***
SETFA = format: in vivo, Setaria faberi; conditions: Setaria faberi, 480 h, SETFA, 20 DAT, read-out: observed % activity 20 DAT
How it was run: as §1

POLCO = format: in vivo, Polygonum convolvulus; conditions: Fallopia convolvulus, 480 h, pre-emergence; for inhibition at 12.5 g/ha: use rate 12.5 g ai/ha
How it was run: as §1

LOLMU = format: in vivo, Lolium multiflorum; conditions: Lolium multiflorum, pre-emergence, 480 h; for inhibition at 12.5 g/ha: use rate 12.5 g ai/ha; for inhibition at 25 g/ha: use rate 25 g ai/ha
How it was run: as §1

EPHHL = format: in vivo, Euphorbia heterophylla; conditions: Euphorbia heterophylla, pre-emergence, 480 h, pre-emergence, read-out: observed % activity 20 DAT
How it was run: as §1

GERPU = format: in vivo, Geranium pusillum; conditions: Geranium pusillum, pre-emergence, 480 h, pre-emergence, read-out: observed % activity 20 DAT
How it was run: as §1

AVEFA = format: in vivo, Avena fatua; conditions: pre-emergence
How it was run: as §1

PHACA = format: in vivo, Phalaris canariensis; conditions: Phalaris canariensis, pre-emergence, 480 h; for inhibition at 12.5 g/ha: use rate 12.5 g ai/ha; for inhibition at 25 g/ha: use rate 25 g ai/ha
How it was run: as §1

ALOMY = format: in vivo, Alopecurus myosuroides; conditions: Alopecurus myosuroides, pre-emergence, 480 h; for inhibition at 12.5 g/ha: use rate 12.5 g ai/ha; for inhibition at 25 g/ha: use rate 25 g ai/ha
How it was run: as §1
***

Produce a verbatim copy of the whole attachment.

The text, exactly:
SETFA = format: in vivo, Setaria faberi; conditions: Setaria faberi, 480 h, SETFA, 20 DAT, read-out: observed % activity 20 DAT
How it was run: as §1

POLCO = format: in vivo, Polygonum convolvulus; conditions: Fallopia convolvulus, 480 h, pre-emergence; for inhibition at 12.5 g/ha: use rate 12.5 g ai/ha
How it was run: as §1

LOLMU = format: in vivo, Lolium multiflorum; conditions: Lolium multiflorum, pre-emergence, 480 h; for inhibition at 12.5 g/ha: use rate 12.5 g ai/ha; for inhibition at 25 g/ha: use rate 25 g ai/ha
How it was run: as §1

EPHHL = format: in vivo, Euphorbia heterophylla; conditions: Euphorbia heterophylla, pre-emergence, 480 h, pre-emergence, read-out: observed % activity 20 DAT
How it was run: as §1

GERPU = format: in vivo, Geranium pusillum; conditions: Geranium pusillum, pre-emergence, 480 h, pre-emergence, read-out: observed % activity 20 DAT
How it was run: as §1

AVEFA = format: in vivo, Avena fatua; conditions: pre-emergence
How it was run: as §1

PHACA = format: in vivo, Phalaris canariensis; conditions: Phalaris canariensis, pre-emergence, 480 h; for inhibition at 12.5 g/ha: use rate 12.5 g ai/ha; for inhibition at 25 g/ha: use rate 25 g ai/ha
How it was run: as §1

ALOMY = format: in vivo, Alopecurus myosuroides; conditions: Alopecurus myosuroides, pre-emergence, 480 h; for inhibition at 12.5 g/ha: use rate 12.5 g ai/ha; for inhibition at 25 g/ha: use rate 25 g ai/ha
How it was run: as §1